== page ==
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This report explores the linkages between climate change, food security and conflict in the Central American Dry Corridor region. Specifically, the report analyses how climatic shocks and stresses affect food security and the risk of conflict in the Dry Corridor, through case studies of Guatemala and Honduras. In addition, the research analyses if, and how, the World Food Programme’s (WFP) Food for Assets programmes, which seek to increase resilience, are mitigating conflict risk, and WFP’s role in longer-term peacebuilding efforts against the backdrop of negative climate trends. The research was conducted in a selection of WFP’s intended beneficiary communities considered part of the Dry Corridor in the departments of Chiquimula and Zacapa in Guatemala and in the departments of La Paz and Santa Barbara in Honduras. Two theories of change are proposed for how WFP can improve the prospects for peace and reduce conflict sensitivity risks through its Food for Assets Resilience programming in the Dry Corridor: one related to land tenure and a second related to water governance.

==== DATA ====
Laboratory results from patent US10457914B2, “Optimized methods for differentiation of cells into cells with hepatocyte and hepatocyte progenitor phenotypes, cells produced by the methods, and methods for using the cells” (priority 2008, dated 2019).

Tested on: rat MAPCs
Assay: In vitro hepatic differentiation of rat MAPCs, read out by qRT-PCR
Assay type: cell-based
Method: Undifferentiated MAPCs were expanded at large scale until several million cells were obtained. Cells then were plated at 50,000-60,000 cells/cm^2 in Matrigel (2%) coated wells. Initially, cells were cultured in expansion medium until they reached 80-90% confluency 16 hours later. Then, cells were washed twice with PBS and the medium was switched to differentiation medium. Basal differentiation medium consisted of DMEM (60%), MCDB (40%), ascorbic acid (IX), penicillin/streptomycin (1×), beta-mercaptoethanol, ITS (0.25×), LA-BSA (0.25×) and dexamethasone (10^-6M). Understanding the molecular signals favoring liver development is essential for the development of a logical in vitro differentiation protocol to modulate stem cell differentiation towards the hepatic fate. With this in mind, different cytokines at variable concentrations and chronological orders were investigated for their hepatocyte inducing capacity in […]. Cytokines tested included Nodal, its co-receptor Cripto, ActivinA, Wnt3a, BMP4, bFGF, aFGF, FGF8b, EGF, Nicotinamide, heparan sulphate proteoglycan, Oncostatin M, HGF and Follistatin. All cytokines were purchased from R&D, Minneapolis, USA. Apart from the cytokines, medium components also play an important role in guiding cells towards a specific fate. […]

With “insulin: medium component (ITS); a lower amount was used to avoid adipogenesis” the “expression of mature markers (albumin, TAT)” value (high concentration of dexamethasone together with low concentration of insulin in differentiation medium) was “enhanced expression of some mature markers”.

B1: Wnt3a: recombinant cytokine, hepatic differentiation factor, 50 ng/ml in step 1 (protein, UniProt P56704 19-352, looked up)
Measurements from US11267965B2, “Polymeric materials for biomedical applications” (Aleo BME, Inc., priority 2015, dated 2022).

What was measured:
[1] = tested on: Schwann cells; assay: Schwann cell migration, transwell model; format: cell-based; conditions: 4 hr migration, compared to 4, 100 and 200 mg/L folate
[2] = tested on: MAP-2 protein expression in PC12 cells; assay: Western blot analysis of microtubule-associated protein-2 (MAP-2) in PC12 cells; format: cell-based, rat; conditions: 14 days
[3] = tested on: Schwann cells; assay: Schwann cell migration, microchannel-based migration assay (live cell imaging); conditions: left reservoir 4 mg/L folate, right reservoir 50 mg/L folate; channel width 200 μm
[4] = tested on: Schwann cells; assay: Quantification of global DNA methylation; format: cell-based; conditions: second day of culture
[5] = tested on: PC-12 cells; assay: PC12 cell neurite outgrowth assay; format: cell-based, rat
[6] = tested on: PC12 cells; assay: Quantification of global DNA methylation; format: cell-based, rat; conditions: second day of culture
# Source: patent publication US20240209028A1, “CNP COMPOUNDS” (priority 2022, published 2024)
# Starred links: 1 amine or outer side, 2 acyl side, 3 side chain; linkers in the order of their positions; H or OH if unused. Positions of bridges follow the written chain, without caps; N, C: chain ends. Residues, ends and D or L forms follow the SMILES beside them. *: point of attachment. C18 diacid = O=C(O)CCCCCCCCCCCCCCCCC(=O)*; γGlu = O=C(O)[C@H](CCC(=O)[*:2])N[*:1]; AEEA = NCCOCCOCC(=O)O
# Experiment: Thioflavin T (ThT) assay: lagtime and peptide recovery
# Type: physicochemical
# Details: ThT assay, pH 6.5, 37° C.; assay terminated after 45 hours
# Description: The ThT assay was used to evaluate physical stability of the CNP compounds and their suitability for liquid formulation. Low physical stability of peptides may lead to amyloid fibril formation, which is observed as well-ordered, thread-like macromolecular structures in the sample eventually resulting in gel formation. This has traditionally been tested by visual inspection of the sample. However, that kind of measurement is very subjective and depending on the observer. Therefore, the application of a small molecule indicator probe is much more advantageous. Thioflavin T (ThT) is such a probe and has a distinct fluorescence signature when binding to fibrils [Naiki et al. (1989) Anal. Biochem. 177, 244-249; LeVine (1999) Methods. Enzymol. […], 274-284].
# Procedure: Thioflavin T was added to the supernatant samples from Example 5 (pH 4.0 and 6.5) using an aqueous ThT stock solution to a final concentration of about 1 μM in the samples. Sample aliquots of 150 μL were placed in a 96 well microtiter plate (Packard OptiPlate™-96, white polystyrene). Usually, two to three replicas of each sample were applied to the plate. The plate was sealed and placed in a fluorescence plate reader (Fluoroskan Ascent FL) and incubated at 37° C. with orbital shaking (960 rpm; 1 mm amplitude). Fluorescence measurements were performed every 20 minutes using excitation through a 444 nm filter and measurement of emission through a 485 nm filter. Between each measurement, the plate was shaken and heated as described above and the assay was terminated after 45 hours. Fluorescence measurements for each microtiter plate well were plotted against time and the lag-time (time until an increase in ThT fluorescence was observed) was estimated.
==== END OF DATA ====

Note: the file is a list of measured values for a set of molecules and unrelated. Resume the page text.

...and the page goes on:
The research was part of a wider knowledge partnership between SIPRI and WFP. The partnership aimed to inform WFP’s potential contributions to improving the prospects for peace and how to address these through WFP’s programming.
2. Dry Corridor context analysis
3. The Central American Dry Corridor case study